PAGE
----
Yesterday (March 31st, 2017), SunTrust Park opened its gates for the very first time, as the Atlanta Braves hosted the New York Yankees in an exhibition game to mark the start of a new era at the $1.1 billion ballpark.
The Braves departure from Turner Field means that the combined age of all five ballparks in the NL East is a mere 35 years old, with Citizens Bank Park in Philadelphia the daddy of the group at the ripe old age of 13.
This bizarre fascination with new stadia is a phenomenon that is not limited solely to Major League Baseball – the oldest stadium in the National Football League is Lambeau Field, which has remained standing since 1957. Most teams have moved into new and updated fields within the past 20 years.
For those of us who have travelled to some of these new arenas, it is not hard to understand why. The facilities are incredible and you do honestly get an experience akin to watching the game from your living room – except it’s all unfolding beneath you.
For lovers of antiquity and tradition however, there’s something deeply unsettling about this morbid desire to ditch stadiums that are barely old enough to legally drink – what happened to atmosphere, to legacy, to romance.
Venues like Wrigley Field and Fenway can hardly be mistaken for a state-of-the-art complex but the mystery and grandeur of these ballparks have become larger than life.
Which is not to say that Braves fans should feel at all guilty as they settle into their heated seats, free wifi and bar-to-person beer delivery (Is that a thing? God I hope that’s a thing).
But it is absurd to think that the 10th youngest ground in the Premier League (Selhurst Park) is older than all but two Major League Baseball parks (Fenway; Wrigley Field) and it’s really not close.
Then again, some of the oldest football stadiums in England were about before baseball had been played recognisably in the United States. So we’ll let them off.
Back to SunTrust Park, back to the Braves and it’s time to check in on some of the brightest stars competing for hardware in the NL East.
Miami Marlins – Giancarlo Stanton
For years I have had this prodigious slugger pegged for a monster season, and a magic 2014 campaign aside, he has largely disappointed.
But if anyone defined upside it’s this guy. Built like a house with the swing to boot, his average exit velocity was third in the Majors and he had five of the ten hardest hit balls all season.
Statcast was invented for physical freaks like Stanton, and if he can stay healthy all year he has the power to lead the league in home runs and trot away with the MVP title.
New York Mets – Yoenis Cespedes
It would be easy to assume that Cespedes is the same player he’s always been – a huge power outfielder whose propensity to chase limits him from being great.
To do so would be to understate the strides he has taken in his one and a half seasons in a Mets uniform. He almost doubled his career walk rate in 2016, shaved a full percentage point off his strikeout rate and maintained – nay, improved – his astonishing power numbers.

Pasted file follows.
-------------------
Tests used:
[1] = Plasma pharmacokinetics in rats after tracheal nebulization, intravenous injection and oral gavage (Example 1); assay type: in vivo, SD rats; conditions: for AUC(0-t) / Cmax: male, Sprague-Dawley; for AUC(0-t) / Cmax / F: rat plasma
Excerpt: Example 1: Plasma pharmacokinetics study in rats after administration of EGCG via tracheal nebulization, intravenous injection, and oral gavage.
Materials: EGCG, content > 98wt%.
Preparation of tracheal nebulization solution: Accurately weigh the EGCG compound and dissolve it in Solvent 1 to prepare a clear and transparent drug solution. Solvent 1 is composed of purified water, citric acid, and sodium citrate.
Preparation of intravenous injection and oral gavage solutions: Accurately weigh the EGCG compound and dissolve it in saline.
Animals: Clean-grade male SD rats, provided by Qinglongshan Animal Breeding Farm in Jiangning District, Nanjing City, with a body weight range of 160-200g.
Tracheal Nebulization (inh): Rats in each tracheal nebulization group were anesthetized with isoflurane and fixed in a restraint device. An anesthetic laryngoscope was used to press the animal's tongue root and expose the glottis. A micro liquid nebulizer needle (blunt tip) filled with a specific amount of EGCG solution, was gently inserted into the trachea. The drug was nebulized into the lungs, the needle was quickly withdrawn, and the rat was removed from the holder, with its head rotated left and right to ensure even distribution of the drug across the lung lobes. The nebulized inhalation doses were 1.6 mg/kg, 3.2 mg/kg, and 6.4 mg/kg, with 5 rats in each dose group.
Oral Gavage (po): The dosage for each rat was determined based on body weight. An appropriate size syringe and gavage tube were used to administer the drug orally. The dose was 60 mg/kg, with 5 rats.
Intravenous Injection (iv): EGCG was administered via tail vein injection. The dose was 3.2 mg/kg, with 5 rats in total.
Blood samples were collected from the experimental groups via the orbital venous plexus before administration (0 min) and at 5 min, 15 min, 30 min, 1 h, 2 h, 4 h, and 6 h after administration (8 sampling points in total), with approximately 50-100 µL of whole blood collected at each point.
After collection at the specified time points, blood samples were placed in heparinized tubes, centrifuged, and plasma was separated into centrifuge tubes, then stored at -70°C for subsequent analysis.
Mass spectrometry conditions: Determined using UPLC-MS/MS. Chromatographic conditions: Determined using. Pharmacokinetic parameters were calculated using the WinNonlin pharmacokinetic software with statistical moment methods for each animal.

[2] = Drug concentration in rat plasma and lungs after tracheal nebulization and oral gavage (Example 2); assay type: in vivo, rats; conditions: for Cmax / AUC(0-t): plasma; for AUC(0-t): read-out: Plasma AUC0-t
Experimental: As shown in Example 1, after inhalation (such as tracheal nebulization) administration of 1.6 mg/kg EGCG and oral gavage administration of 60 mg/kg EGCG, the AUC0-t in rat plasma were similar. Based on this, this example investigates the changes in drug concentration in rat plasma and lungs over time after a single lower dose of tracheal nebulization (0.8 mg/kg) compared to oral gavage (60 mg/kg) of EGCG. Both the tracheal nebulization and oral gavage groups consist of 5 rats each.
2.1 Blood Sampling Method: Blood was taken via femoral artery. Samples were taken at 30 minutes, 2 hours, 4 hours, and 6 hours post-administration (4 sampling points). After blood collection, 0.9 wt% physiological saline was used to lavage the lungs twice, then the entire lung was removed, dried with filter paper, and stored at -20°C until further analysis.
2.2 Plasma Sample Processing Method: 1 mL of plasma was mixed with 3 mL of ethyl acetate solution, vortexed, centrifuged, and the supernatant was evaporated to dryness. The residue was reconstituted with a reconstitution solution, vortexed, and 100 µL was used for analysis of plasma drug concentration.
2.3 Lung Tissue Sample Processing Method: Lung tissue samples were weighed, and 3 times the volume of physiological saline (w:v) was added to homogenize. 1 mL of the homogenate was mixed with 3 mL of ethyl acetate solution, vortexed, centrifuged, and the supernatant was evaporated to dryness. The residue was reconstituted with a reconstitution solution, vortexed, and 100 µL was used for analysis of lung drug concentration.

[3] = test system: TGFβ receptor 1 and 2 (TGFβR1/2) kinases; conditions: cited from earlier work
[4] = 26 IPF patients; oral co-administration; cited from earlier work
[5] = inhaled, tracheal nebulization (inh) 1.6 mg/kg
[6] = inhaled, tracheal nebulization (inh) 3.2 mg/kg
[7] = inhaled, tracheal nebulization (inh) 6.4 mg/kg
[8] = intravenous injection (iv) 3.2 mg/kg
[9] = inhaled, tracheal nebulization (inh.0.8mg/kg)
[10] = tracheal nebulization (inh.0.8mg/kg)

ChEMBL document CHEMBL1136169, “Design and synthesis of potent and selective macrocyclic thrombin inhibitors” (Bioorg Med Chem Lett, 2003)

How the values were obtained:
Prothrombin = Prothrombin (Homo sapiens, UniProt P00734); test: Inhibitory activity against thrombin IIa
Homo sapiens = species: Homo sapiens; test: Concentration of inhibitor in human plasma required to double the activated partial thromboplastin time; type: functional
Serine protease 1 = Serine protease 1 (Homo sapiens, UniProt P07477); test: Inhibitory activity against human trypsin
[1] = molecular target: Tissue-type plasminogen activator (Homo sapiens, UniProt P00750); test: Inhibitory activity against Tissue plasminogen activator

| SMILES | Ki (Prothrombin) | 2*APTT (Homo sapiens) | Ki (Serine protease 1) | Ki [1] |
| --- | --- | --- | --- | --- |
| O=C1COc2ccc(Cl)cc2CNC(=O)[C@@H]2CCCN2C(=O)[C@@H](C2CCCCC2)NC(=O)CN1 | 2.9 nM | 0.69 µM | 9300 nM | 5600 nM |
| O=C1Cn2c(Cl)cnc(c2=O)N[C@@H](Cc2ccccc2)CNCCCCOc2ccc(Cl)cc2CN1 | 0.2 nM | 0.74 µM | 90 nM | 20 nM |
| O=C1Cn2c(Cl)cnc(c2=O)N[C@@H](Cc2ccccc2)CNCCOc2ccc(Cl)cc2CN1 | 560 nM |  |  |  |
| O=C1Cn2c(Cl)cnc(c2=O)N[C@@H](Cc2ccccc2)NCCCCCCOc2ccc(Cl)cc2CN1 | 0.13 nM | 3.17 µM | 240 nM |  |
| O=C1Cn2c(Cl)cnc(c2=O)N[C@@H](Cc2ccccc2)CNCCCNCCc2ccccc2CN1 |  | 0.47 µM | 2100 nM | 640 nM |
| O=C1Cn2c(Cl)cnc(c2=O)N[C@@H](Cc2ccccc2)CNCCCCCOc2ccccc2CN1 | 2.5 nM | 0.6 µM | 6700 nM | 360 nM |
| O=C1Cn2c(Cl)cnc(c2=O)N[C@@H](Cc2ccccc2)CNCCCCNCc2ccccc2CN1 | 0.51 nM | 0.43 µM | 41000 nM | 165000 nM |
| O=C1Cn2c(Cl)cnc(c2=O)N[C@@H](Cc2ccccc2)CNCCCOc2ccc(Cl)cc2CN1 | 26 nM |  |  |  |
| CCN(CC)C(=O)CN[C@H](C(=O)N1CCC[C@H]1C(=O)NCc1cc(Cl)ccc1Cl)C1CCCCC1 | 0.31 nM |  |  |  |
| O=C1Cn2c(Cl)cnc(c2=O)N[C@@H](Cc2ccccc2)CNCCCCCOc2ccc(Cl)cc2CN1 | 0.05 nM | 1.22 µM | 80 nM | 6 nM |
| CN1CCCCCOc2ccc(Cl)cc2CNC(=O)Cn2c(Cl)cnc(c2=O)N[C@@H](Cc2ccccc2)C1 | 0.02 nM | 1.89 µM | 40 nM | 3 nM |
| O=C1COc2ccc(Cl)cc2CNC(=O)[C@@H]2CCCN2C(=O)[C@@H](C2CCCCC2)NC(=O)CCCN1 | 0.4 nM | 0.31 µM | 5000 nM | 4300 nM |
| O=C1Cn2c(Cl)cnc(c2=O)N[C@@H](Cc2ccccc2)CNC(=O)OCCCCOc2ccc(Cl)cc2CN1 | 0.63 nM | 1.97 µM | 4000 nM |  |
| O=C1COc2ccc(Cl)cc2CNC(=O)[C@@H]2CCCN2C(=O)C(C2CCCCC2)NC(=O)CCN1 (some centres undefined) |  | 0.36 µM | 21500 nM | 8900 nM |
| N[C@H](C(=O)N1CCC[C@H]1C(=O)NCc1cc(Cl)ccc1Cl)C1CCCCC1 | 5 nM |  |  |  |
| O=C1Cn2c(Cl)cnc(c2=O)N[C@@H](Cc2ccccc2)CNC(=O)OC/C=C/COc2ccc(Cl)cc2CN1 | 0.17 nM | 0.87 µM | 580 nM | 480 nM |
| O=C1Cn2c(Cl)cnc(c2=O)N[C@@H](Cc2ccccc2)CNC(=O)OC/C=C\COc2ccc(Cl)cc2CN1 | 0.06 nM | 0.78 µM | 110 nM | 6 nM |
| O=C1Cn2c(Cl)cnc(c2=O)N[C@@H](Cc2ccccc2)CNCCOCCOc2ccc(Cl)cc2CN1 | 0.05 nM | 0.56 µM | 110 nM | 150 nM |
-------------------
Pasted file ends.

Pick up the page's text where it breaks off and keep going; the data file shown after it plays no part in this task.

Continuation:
In 132 games, his counting numbers were remarkable and he has an undeniable flair for a dramatic hit. Top 20 in the Majors in WRC+ and 11th in exit velocity, he has become a tour de force at the plate.
A full season of health should see his defensive and base-running numbers improve too, Cespedes really doesn’t have to improve much to vault into the MVP conversation.
Philadelphia Phillies – Vince Velasquez
Honestly speaking, I can’t envisage a scenario where Velasquez wins the MVP award (gasp) if for no other reason than the Phillies will be shutting him down after about 160-170 innings.
The command needs work, and the secondary stuff is yet to tick up above average but whisper it quietly there’s more than a little Max Scherzer in the way he’s started in the Majors.
Scherzer 2009 (with the D-Backs): 170 IP, 4.12 ERA, 3.87 FIP, 9.19 K/9, 3.33 BB/9, 10.4% HR/FB rate.
Velasquez 2016: 131 IP, 4.12 ERA, 3.96 FIP, 10.44 K/9, 3.09 BB/9, 14.9% HR/FB rate.
Both men have dominant fastballs, genuine strikeout stuff they’re yet to harness for enough strikes and a susceptibility to give up the long-ball. Yes, Scherzer has a funkier delivery and a lot more success under his belt now but it’s a glimpse at the upside Velasquez could offer.
Washington Nationals – Bryce Harper
That was a hell of a fall from grace for Harper, although in his defence he had a very long way to fall.
Beyond the counting stats was some good news (17.2% BB rate, 18.7% K rate) and some bad news (19.8% ‘soft-hit’ rate, plummeting exit velocity) which makes his 2017 campaign hard to predict.
The upside, however, is the 2015 campaign which just happened to be the greatest offensive season since some bloke named Barry Bonds.
When he’s locked in, there’s no scarier hitter in baseball and for the sake of monster dingers and flamboyant bat-flips here’s hoping Harper’s back. After all, he remains younger than Kris Bryant and Mookie Betts.
Atlanta Braves – Bartolo Colon
The ageless Bartolo Colon continues to defy father time and logic, performing like some kind of baseballing Benjamin Button as he racks up strikeouts and, now, home runs at a relentless pace.
His 1.50 BB/9 was third lowest in the Majors among qualifiers, he chewed through over 190 innings of work for the fourth straight season and he’ll be turning 44 this season. 44!
He doesn’t rack up strikeouts (6.01 K/9), which is understandable given he throws an 87mph fastball 90% of the time, but in front of a youthful and talented Braves defence his groundballs should turn into outs more often than not.
Entering his 21st Major League season, why not an MVP calibre campaign from baseball’s much-loved superstar.